When I moved to Los Angeles I searched for a new therapist to help treat my depression. During my first appointment, one therapist said, "well, you don't look depressed." Um, OK, there are myriad ways depression affects your daily life even if you seem totally "normal." And, I would expect that someone who is trained to treat depression would know this. Because I showed up to her office showered, well dressed, and appeared together, this therapist dismissed my depression in the first 30 seconds of our meeting, which can feel pretty isolating for someone who has taken an active step to get help.
What she didn't know (and didn't ask) was that the shower I took to come to her office was the first one I'd taken that week. And, because I often feel anxious and ashamed for being depressed, I can usually put together a pretty good external package to present to the outside world. Perhaps I should have done what my dad did when he went for his PTSD evaluation at the Veteran's Administration, not shower, shave, wash my face, or brush my teeth for a week so I would be believed.
One quote that I found on HealthyPlace.com sums up what it's like to seem "normal" but be battling depression pretty accurately. "She was drowning, but nobody saw her struggle." Depression doesn't have a "look," and these are some ways depression affects daily life, even if you seem totally "normal."
1. We Feel Guilty
On the days that I struggle to accomplish even the smallest things, like getting out of the bed, or taking the dog for a walk, I am overcome with immense feelings of guilt. If an outsider were to evaluate my life, or examine my social media feed, they're not likely to conclude that this globetrotting writer suffers from depression.
And, because of this, I feel guilty for feeling depressed when I know I am lucky to have so many advantages in life. I look at my dog, who has a chronic health condition, and believe that she would be better off with someone who would walk her every day. My dog has a huge yard, an organic, human-grade diet, and dozens of toys, but the guilt about missing one walk sends me into a downward spiral.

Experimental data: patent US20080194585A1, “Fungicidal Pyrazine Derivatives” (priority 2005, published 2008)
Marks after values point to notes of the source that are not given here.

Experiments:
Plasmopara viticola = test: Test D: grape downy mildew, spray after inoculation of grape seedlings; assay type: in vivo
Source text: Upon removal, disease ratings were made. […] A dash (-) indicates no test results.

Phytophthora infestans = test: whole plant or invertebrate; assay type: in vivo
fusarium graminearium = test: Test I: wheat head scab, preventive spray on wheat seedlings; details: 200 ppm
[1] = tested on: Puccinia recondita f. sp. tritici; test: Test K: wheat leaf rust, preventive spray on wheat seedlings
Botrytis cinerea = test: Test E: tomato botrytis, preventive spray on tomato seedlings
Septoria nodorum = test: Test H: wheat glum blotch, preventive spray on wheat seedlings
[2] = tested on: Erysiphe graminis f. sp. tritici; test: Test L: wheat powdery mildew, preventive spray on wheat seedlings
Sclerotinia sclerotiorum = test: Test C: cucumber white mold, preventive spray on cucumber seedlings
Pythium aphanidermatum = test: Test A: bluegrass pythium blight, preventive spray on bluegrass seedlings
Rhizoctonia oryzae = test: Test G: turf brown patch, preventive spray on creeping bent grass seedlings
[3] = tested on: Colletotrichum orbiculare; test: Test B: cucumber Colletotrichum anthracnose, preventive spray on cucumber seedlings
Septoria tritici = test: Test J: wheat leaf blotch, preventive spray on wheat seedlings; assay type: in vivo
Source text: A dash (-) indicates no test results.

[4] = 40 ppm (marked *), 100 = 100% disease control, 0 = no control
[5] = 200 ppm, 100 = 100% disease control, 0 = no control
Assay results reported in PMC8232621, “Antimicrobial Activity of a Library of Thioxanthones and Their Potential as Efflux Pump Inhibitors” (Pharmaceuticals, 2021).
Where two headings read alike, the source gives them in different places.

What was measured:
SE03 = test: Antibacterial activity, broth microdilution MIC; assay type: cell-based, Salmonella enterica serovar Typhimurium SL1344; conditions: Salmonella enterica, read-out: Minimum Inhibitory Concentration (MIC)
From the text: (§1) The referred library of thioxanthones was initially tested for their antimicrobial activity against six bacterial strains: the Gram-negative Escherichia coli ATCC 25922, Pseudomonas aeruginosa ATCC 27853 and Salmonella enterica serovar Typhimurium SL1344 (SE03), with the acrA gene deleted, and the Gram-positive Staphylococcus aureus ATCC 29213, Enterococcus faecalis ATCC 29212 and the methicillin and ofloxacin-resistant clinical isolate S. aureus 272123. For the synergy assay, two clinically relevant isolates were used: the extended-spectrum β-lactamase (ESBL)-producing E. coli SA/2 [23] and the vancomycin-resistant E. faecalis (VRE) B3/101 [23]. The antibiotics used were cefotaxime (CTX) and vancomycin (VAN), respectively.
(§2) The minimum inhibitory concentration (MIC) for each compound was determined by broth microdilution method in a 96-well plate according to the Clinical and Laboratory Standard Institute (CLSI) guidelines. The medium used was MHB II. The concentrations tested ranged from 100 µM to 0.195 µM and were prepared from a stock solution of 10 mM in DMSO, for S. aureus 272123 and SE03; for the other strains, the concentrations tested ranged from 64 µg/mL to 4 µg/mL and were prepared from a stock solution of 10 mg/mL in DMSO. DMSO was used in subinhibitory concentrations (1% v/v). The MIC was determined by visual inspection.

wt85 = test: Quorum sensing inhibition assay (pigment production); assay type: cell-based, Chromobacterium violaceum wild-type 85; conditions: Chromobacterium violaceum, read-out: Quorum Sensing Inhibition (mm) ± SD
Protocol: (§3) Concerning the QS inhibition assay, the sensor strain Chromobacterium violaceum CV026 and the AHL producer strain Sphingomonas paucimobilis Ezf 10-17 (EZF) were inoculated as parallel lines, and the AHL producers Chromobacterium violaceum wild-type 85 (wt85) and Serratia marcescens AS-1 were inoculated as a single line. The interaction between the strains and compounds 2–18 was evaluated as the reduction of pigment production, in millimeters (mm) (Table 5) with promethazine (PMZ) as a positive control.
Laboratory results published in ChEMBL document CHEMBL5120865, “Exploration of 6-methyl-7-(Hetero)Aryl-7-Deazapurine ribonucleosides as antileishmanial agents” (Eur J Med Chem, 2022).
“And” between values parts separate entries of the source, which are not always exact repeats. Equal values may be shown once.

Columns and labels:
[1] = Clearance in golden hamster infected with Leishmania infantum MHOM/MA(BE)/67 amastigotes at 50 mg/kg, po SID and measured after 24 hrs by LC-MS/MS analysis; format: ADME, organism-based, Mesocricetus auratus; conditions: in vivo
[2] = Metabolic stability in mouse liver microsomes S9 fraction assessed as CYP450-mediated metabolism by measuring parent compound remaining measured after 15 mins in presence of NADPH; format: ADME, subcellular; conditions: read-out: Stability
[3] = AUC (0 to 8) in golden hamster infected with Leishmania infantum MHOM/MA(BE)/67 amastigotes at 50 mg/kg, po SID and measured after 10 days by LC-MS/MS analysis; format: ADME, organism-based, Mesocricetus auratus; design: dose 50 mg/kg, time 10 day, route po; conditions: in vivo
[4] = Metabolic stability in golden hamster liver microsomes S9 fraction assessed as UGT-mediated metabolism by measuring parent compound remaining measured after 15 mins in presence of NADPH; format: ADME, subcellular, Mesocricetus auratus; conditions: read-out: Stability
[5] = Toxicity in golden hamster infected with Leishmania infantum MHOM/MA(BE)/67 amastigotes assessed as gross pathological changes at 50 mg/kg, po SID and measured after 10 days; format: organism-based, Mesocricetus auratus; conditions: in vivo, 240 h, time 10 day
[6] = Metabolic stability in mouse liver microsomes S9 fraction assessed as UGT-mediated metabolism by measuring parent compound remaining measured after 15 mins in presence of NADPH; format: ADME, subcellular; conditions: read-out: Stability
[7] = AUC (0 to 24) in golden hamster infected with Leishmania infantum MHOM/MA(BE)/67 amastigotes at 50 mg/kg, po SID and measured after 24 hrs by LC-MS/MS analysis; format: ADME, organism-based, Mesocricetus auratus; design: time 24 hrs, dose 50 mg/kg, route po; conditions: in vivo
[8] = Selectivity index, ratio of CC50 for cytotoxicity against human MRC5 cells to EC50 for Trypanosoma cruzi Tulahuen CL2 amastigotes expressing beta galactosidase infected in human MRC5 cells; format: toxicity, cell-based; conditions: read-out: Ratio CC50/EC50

Psych Central reported that a study has shown that the brains of people with depression respond differently to feelings of guilt — even after their symptoms have subsided. “The scans revealed that the people with a history of depression did not ‘couple’ the brain regions associated with guilt and knowledge of appropriate behavior together as strongly as the never depressed control group do,” Dr. Ronald Zahn, a MRC Clinician Scientist Fellow, said on Psych Central.
Because of this, people who experience depressive guilt often feel guilty for everything from missing a dog walk to wars raging on far off continents.
2. Mornings Are Difficult
For me, mornings are especially difficult. I often have a hard time getting out of bed, and if I didn't have a job, copious amounts of coffee, and a dog to feed, I'm not sure I'd always succeed.
"With morning depression, you may have more severe depression symptoms in the morning than in the afternoon, or evening," Healthline reported. These symptoms can include extreme sadness, frustration, anger, and fatigue."
Mornings are when I most often cycle through my "what is the point" thought process, and things feel the most difficult and meaningless. By the time I go to bed I am usually in pretty good spirits, and I mentally plan a list of things I am going to do the next day to totally kill it at life. Then when morning comes all of those things feel utterly impossible, and the guilt sets in.
3. We're Good At Hiding It
Because I am already insecure and anxious about being depressed, any time I go out to dinner, hang with friends, or go to an event I can look pretty put together, and even appear to be having fun, but sometimes it is really, really difficult.
"From the outside I look like I have it all together, but the truth is I find everything exhausting," Jennifer Hazen said on the Huffington Post. "Getting up, eating breakfast, taking my kids to school ― all of it saps my energy. I walk around in a state of perpetual exhaustion."
While reading Carrie Fisher's The Princess Diarist, I literally felt like I was reading thoughts she pulled out of my brain. When she was 19 she wrote in her diary, published in the book, "I call people sometimes hoping not only that they'll verify the fact that I'm alive, but that they'll also, however indirectly, convince me that being alive is an appropriate state for me to be in. Because, sometimes I don't think it's such a bright idea. Is it worth the trouble it takes trying to live so that someday you get something worthwhile out of it, instead of it almost always taking worthwhile things out of you?"